On Christmas Night 2016, I was standing beneath an intense display of auroras in Abisko, Sweden, when I heard something that sounded like Star Wars blasters. Other bystanders heard it, too. I rushed closer to the power lines and was able to record a sample using my iPhone.Lapland tour guide and photographer Oliver Wright was enjoying a natural Christmas lights display in the sky when the sounds hit his ears. He recognized them because he’s heard them three times before. As in the past, Wright found that the sounds intensified when the aurora lights brightened and were picked up by the power lines.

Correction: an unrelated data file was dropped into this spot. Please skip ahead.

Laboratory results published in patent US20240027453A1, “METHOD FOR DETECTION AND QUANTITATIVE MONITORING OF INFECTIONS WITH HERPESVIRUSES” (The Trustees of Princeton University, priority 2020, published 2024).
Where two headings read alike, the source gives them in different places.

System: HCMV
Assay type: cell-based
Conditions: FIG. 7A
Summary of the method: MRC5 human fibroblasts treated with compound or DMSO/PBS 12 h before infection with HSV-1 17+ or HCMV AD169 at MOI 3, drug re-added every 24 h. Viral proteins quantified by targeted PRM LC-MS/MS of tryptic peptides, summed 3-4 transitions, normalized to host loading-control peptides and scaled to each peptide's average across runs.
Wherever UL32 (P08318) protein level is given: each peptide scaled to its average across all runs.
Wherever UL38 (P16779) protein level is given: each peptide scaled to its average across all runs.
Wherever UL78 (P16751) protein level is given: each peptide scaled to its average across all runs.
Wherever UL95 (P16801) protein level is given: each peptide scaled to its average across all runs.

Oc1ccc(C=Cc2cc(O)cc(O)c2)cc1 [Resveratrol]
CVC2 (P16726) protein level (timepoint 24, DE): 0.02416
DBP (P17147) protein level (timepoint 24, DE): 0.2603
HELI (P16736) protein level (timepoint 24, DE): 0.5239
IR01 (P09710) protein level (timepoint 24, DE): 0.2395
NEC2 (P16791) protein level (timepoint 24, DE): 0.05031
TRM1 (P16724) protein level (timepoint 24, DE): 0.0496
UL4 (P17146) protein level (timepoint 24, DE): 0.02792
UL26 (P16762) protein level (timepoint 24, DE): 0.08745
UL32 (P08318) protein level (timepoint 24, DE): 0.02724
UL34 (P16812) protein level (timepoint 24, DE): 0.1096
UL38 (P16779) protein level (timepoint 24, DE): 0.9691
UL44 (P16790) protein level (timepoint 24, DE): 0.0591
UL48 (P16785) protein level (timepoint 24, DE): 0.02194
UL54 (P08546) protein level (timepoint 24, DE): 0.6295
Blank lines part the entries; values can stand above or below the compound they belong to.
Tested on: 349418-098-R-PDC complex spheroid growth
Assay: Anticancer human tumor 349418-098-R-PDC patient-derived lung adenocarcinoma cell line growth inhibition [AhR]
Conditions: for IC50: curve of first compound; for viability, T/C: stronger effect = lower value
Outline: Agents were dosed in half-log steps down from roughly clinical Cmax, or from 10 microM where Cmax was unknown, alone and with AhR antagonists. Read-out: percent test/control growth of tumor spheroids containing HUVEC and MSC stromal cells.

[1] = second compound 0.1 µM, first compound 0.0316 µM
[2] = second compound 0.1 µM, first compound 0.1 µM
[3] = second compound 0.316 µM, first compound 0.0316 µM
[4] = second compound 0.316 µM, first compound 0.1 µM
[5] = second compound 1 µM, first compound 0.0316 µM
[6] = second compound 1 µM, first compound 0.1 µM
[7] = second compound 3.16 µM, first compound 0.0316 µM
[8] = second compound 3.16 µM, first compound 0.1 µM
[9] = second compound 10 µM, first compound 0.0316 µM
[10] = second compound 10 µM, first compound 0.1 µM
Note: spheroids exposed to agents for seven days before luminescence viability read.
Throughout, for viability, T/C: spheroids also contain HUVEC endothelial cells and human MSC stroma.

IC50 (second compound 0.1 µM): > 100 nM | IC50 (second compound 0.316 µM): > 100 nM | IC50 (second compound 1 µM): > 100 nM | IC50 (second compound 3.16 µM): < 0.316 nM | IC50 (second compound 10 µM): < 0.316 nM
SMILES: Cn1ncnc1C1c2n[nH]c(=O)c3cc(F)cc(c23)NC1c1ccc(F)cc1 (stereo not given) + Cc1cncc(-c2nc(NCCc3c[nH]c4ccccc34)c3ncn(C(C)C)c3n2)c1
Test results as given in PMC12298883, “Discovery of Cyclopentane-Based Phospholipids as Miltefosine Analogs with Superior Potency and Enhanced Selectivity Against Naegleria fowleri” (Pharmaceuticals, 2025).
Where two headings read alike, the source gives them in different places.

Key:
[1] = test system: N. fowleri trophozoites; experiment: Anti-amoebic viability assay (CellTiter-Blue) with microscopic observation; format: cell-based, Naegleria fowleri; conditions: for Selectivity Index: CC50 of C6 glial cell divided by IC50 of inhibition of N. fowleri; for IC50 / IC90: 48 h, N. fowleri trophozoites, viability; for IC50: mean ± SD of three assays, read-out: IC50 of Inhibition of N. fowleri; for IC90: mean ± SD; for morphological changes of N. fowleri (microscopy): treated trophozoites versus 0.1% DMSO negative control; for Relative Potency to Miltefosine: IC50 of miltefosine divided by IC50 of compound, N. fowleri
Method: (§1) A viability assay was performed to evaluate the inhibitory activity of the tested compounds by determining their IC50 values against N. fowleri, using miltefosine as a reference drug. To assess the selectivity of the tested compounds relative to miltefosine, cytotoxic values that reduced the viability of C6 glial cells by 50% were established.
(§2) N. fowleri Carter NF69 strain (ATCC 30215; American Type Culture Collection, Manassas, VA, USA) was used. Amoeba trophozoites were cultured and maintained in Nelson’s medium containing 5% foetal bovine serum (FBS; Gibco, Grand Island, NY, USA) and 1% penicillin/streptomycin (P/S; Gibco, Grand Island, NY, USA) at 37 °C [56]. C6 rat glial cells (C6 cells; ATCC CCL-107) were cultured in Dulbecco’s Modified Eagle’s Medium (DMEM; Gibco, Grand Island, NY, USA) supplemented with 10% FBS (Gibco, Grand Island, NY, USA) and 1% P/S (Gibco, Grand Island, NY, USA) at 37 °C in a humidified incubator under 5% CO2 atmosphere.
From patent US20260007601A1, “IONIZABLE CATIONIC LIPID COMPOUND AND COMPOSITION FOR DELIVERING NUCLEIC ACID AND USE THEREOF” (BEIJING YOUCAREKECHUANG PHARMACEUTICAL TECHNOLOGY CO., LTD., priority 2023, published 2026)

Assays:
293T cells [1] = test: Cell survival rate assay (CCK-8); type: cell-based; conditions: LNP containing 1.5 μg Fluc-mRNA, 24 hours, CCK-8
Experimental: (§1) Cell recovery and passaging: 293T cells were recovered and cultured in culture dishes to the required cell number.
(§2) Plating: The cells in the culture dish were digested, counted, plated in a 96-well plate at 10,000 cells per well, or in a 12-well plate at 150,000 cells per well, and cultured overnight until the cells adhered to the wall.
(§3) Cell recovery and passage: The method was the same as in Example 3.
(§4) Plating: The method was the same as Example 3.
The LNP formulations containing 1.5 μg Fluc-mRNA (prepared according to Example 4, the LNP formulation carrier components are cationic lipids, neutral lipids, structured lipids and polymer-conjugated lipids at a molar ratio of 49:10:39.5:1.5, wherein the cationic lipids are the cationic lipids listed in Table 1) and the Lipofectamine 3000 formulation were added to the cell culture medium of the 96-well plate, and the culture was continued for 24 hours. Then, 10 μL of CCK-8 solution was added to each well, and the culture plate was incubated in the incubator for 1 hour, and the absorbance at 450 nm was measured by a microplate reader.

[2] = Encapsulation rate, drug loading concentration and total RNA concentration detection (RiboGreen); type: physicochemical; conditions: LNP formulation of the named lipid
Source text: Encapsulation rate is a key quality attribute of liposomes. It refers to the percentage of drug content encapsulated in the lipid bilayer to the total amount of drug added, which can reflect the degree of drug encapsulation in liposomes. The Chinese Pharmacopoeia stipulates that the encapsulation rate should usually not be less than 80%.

The sounds grew louder as I approached the power lines, and fainter as I moved away.Northern lights experts say the sounds Wright and others heard started with a solar flare that hit the Earth very close to the winter solstice and is expected to blast the planet and create geomagnetic storms into the new year. Those storms were intense over Abisko on Christmas night, creating the aurora they were watching. Did it create the sounds too? While some scientists doubt the existence of so-called aurora sounds, others believe those who report strange noises such as crackling, hissing or clapping. One theory is that strong geomagnetic storms can break down the separation of positive and negative ions in the atmosphere, causing layers in it to clap together.
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